I forgot about this until I read the late Dr. Linus Pauling's "How to Live Longer and Feel Better" (1986). In the 'About the Author' section I read the following: "Watson and [Dr. Francis] Crick [both of whom worked in the Cavendish lab at Cambridge University, England] proposed the double-helix structure, which turned out to be correct. Watson and Crick had the advantage of X-ray [diffraction] photographs of DNA taken by Rosalind Franklin [who worked in a lab at King's College, a division of the University of London], an advantage denied Pauling [who worked overseas in a U.S. lab]."
Years later I read "Linus Pauling: Scientist and Peacemaker" (2001). One science article in this book called "The Triple Helix" said Pauling saw Franklin as "a talented young crystallographer [a scientist who is expert in structure and properties of crystals]" and that he had great admiration for her abilities. It also states that "[Dr. Maurice] Wilkins [the scientist who 'worked with' Franklin at King's College] was not...well trained in [the] interpretation of X-ray photos [like Franklin was]."
Thus, my interest was aroused!! I wanted to learn more about Franklin. I thus chose Anne Sayre's book for two reasons:
(1) It was originally published in 1975, just over 15 years after Franklin's death meaning the memories of events were still relatively fresh in people's minds and key people were still alive. (Contrast this to a book written in 2002, ALMOST 45 YEARS after Franklin's death.Read more ›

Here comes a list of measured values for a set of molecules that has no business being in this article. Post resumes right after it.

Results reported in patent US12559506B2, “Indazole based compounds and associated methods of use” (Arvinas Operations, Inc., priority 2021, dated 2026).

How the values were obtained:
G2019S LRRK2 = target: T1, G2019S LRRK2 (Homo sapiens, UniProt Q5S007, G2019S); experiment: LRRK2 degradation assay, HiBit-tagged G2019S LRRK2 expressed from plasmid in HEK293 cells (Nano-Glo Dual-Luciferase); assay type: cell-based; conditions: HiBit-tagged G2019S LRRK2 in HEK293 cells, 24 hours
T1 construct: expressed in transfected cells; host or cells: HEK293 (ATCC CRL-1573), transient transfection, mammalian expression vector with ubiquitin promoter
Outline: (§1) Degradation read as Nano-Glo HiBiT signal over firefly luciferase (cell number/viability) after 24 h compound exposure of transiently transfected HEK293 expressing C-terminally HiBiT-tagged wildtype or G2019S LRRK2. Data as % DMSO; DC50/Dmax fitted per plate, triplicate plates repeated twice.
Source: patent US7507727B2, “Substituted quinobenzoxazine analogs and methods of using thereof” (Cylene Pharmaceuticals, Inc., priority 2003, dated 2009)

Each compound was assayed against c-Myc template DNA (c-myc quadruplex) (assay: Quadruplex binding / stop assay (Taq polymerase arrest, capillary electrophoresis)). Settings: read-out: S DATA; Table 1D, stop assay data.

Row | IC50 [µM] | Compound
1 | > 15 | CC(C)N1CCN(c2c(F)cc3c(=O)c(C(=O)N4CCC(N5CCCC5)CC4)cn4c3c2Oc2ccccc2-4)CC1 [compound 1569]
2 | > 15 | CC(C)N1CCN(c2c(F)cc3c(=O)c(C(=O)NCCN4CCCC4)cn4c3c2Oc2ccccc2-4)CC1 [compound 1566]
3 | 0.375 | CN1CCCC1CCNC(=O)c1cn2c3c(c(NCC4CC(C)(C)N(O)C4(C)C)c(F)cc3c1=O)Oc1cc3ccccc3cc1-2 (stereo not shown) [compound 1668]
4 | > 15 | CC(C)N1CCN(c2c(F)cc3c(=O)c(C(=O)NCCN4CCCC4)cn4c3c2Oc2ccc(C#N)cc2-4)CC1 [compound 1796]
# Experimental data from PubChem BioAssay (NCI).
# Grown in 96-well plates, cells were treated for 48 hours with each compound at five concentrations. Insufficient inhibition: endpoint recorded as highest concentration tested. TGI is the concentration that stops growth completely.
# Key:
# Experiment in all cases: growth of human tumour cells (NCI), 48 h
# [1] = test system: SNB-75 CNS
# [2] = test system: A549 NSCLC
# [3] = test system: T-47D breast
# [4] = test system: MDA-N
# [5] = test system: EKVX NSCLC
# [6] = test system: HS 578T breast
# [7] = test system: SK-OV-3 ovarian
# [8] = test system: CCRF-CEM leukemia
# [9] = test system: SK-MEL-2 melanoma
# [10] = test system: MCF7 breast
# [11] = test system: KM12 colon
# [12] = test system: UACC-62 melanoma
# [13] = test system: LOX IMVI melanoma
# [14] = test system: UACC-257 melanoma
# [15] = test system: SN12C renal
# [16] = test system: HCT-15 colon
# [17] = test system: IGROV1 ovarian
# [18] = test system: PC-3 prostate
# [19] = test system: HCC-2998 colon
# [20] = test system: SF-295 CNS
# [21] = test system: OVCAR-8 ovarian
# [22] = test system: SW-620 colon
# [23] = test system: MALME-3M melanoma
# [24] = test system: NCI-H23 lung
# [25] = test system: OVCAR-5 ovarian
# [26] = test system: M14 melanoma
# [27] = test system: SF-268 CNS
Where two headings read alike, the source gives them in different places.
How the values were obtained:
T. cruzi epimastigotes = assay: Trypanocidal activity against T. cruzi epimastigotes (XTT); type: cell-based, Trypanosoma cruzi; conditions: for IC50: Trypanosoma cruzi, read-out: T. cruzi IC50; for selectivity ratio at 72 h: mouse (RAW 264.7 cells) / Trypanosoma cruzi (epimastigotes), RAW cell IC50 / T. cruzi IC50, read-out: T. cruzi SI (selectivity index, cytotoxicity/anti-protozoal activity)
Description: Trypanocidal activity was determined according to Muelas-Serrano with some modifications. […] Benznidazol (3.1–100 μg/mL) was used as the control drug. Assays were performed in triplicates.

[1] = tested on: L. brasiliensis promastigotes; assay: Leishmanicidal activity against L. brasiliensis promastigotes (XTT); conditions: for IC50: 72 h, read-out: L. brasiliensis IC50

Most Recent Customer Reviews
Very worthwhile reading if you want an answer to what James Watkins had written in his book, "the Double Helix."Published 9 months ago by David N., Seidman
I'm a scientist and writer and have spent years looking at what went on in the DNA story. I don't think that Sayre's book accurately represents it at all. Read morePublished on June 20, 2014 by Frank P Ryan
Sayre’s book is an essential contribution to the history of the discovery of DNA.
I read James Watson’s The Double Helix about two decades ago. Read more
OK, so it's probably a little biased because it's clear that the author was close friends with Ms Franklin, but nonetheless, it painted a very interesting picture of the woman who... Read morePublished on June 22, 2011 by Caroline Lim
I really like this book for a number of reasons. But it is a story that makes me feel quite sorry and kind of sad or disappointed. Read more
How did I make it through college and graduate level biology courses without knowing Rosalind Franklin's story? Read morePublished on October 21, 2009 by Scamp Lumm
This book deals with one of the most significant discoveries of the century, the structure of DNA. In doing so, it captures science, culture, personalities, and interpersonal... Read morePublished on September 26, 2009 by ivy
Rosalind Franklin was (and often still is, in histories of the discovery of the double helix) brushed aside when credit and prizes were awarded to those who discovered the Double... Read morePublished on May 29, 2008 by R. S. Wenocur
Watson and Crick received the Nobel Prize for their discovery in 1962. Rosalind Franklin was dead, but it was her legacy that made it possible for them to receive that award. Read morePublished on April 17, 2006 by Gen Blau